Understanding the Contaminated Land Register
There are many important things to take care of during the conveyancing process in Brisbane. In fact, there are so many small points to keep in mind that it's much easier to let a professional conveyancing firm in Gold Coast handle matters for you. One thing that many people don't really think about - until it's time to buy or sell a property - is the Contaminated Land Register. Learn more about the CLR and how it can affect your home buying process below.
The Basics About the Contaminated Land Register
As a buyer, you're going to want to search the CLR to make sure that the property you're buying isn't on it. While it may not be a deal-breaker for you if it is, you still need to be informed of this prior to making such a huge investment. You should also know that it is the seller's responsibility to disclose this information to you.
Indeed, any time a person goes to sell property in Australia, they must inform potential buyers if it is on the CLR. If you enter into a contract with a buyer and find out that the property in question is listed on the CLR, you have the right to terminate the contract. In this case, you simply give the seller written notice about your discovery - and about the fact that you are terminating the contract - and you should be good to go. An experienced conveyancer can help you through this process.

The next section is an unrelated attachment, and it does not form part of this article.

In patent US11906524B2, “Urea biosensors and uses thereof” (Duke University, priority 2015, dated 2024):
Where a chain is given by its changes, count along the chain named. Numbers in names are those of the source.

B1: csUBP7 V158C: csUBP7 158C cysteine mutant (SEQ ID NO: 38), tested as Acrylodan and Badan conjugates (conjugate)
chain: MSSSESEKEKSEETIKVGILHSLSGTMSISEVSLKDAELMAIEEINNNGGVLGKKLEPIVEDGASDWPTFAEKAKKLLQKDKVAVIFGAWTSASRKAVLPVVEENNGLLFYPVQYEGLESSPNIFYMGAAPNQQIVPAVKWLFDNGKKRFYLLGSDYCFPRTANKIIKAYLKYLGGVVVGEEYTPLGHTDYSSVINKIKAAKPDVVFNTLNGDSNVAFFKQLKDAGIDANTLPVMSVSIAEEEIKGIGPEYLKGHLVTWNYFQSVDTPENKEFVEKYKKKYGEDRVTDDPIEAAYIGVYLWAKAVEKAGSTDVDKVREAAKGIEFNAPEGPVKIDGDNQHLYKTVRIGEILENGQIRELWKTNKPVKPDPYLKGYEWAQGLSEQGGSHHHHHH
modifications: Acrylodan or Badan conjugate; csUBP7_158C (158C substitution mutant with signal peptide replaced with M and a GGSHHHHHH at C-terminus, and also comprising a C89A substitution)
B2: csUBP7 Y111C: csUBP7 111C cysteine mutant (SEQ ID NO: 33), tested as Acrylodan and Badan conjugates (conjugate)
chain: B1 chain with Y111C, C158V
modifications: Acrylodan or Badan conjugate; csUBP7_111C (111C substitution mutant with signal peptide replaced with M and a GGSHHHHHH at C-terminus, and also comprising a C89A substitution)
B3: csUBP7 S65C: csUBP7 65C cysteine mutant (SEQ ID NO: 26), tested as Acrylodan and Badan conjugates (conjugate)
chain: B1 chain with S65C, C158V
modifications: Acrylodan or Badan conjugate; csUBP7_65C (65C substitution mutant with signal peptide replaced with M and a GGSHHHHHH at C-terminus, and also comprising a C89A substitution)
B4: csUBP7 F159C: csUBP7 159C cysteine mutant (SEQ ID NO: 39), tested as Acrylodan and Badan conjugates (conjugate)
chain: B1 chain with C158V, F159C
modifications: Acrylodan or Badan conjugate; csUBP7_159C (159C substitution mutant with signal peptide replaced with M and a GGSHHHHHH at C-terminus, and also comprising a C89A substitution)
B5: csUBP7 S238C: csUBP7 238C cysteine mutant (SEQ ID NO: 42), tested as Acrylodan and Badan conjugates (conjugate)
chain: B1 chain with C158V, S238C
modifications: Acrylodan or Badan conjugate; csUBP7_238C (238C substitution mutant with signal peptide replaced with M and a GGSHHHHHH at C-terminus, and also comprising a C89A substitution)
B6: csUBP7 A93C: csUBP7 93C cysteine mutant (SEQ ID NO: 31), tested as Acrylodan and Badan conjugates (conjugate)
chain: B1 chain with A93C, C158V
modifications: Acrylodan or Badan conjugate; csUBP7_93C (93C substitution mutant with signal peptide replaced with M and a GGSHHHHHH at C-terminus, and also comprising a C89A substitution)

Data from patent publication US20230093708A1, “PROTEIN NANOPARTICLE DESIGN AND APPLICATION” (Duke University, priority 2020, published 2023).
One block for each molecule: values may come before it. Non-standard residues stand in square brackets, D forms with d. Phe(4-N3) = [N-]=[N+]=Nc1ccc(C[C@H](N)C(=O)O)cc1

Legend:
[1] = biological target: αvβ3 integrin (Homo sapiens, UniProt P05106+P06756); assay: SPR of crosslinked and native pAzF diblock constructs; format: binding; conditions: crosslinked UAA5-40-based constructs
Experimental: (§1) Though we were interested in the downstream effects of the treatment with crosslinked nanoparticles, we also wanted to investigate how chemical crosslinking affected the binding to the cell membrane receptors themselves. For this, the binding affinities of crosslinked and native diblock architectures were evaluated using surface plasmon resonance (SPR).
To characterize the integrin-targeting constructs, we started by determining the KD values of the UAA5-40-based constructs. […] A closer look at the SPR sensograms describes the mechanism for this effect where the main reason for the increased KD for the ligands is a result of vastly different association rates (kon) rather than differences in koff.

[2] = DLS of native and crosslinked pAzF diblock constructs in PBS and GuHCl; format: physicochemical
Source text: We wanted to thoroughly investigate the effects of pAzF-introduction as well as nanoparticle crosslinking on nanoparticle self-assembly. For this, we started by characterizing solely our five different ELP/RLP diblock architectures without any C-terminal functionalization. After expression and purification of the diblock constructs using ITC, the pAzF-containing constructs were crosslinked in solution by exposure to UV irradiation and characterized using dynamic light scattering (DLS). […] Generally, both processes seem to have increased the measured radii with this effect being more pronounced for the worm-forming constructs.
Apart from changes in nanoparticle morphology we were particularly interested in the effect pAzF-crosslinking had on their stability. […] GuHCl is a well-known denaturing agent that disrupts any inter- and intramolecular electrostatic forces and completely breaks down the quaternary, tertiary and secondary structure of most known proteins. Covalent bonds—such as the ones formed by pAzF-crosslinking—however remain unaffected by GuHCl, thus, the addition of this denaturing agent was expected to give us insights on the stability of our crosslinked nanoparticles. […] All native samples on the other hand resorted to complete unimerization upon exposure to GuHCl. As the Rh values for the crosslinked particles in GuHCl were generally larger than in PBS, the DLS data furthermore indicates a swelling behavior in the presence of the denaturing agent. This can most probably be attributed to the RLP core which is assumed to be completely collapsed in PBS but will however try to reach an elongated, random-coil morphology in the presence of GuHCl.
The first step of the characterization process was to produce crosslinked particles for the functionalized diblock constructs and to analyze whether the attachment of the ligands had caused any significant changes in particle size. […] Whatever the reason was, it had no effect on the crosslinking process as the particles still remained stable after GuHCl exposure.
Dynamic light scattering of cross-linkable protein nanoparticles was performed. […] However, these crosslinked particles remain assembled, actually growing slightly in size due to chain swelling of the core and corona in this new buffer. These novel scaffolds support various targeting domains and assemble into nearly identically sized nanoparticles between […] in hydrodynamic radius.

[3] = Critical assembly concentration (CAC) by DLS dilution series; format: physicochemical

Ideally, the seller of a property will provide you with written notice about the fact that the property is listed on the CLR. As long as you are given such notice, you will not be able to terminate the contract based on this fact. Either way, however, it pays to check the Contaminated Land Register to make sure whether or not the property you're buying is on it. If you do cancel the contract because the properties listed on it - and you weren't informed - all of your money has to be refunded to you.
The Trouble with Land on the CLR
Land is placed on the CLR when scientific investigations have proven it to harbour harmful chemicals and other toxic materials. In some cases, those materials must simply be contained within the perimeter of the property; in other cases, the contaminants can be removed. In the latter case, the property can be taken off of the register if it is shown to be completely free of contaminants. If you inadvertently buy land that is on the CLR, you may end up having to pay a lot of money to clean it up - or to contain it. Either way, it's one unpleasant surprise that you'd undoubtedly like to avoid.